Audi RS 5Enlarge Photo
All Audi vehicles offer luxury, but the brand has a three-tiered approach when it comes to performance.
Base Audis, especially sedans and coupes, are fairly sporty, but the uplevel S models definitely amp up the sporty feel. There is a third level, though, the RS models, that push the envelope further and these are the cars with the performance bona fides.
Motor Authority spoke to Stephan Reil, head of Audi Sport product development, who defined the differences between the three levels.
"We have a clear separation in the Audi car lineup. We have the base model, which is the A model--A4, A5, so on. And then we have the S models, which are characterized by more performance, slight changes in the exterior, more sporty," Reil said. "And then we have on top of that the RS model, which stands for the maximum that is possible in this segment in terms of longitudinal performance, corning abilities, driving dynamics. The changes are far more than going from an A to an S model."
The RS models get high-performance engines and suspensions, lightweight materials (though they may weigh more than their A and S counterparts due to their addition performance parts), as well as carbon fiber trim, and wider bodies.
Like all Audis, RS models are subject to durability tests, such as testing in the heat, in Scandanavia on snow and ice, and in extensive stop-and-go city traffic.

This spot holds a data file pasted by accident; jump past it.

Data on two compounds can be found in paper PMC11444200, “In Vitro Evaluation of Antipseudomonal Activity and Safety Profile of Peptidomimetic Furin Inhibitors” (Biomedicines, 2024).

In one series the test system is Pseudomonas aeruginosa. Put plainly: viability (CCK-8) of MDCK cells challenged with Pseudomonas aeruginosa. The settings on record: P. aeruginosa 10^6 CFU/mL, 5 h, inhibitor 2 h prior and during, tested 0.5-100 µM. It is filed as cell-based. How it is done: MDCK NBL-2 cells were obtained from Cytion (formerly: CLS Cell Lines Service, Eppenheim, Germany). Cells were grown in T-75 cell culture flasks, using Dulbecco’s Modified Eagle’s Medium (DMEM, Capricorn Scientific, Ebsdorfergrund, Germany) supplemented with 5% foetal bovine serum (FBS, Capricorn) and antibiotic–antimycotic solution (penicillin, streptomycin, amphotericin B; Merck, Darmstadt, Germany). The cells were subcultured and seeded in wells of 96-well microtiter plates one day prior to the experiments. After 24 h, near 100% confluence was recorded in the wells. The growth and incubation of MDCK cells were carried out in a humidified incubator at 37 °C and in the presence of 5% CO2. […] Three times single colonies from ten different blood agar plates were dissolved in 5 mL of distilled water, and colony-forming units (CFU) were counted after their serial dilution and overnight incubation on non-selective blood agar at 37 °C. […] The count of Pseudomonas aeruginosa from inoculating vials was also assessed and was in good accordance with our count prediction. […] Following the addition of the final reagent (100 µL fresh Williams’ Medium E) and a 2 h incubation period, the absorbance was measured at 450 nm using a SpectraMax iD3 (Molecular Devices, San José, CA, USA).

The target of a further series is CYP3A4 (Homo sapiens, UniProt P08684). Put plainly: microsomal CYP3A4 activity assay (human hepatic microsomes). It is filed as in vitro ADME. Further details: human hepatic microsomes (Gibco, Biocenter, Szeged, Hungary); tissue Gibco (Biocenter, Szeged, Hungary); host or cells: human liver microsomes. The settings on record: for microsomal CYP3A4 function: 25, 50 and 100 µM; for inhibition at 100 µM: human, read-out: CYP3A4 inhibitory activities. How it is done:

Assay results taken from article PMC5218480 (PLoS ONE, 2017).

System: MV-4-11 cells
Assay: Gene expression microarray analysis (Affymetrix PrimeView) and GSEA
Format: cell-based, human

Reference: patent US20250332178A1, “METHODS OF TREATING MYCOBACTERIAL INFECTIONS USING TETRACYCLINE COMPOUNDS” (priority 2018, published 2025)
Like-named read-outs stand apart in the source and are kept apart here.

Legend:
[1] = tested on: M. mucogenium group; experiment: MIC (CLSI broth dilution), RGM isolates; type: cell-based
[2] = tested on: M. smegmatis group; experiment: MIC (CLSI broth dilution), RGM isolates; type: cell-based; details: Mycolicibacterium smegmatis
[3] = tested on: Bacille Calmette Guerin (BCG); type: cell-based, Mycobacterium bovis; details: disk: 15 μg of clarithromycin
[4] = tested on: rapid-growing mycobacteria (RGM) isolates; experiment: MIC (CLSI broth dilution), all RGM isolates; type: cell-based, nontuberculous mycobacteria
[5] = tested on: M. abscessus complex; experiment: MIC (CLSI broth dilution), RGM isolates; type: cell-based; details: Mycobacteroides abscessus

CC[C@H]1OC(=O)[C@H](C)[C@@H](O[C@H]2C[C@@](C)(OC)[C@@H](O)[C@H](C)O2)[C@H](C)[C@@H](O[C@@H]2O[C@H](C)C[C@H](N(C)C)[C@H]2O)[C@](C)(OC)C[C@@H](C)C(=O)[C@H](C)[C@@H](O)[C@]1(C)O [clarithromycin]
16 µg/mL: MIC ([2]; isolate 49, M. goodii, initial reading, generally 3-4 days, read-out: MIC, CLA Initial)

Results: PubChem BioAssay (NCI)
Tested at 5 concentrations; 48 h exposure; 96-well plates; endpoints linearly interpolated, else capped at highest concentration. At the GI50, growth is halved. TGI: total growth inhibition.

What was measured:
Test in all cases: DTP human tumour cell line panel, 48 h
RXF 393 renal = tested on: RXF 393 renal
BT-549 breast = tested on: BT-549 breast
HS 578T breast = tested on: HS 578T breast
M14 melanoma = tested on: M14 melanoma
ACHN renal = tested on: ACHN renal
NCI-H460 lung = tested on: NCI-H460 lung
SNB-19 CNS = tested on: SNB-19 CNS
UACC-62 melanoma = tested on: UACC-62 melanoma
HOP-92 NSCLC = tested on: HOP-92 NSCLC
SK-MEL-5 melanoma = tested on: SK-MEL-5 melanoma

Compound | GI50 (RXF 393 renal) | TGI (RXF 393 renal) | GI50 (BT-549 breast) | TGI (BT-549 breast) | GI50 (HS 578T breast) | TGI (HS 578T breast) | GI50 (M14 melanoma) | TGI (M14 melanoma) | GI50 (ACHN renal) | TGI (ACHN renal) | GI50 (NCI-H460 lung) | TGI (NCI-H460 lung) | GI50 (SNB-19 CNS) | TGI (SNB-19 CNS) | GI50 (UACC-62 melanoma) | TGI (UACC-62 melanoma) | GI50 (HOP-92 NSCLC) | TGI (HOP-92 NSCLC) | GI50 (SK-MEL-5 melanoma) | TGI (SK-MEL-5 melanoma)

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But Reil says the RS cars have to cover a much wider spectrum of use cases than the other cars. "That means that when we do our final durability tests, we have the standard durability test program...But, as we have another use-case that means some of our cars will be used on the track, there we have an 8,000-kilometer durability test on the Nürburgring Nordschliefe with our professional drivers in the car, sometimes race drivers."
That's why Reil can say: "Our claim is born on a track, built for the road."
This testing can take two to three weeks and Audi has parameters that the tires, brakes, and other components must meet during the testing, though Audi isn't sharing what those parameters are.
We also spoke to Anthony Garbis, product manager for the A4/A5/Q5/R8, who said that while part of the development of the A and S models is done on the Nürburgring, those models are not subject to the same final testing as the RS models. Reil confirmed that the A and S models don't take part in the final Nürburgring testing.
Our read? If you are looking for an Audi track car, go for an RS. Yes, the S models have some performance bits, but Audi confirms that the RS models can handle the rigors of what is widely considered the toughest track in the world...for almost 5,000 miles no less.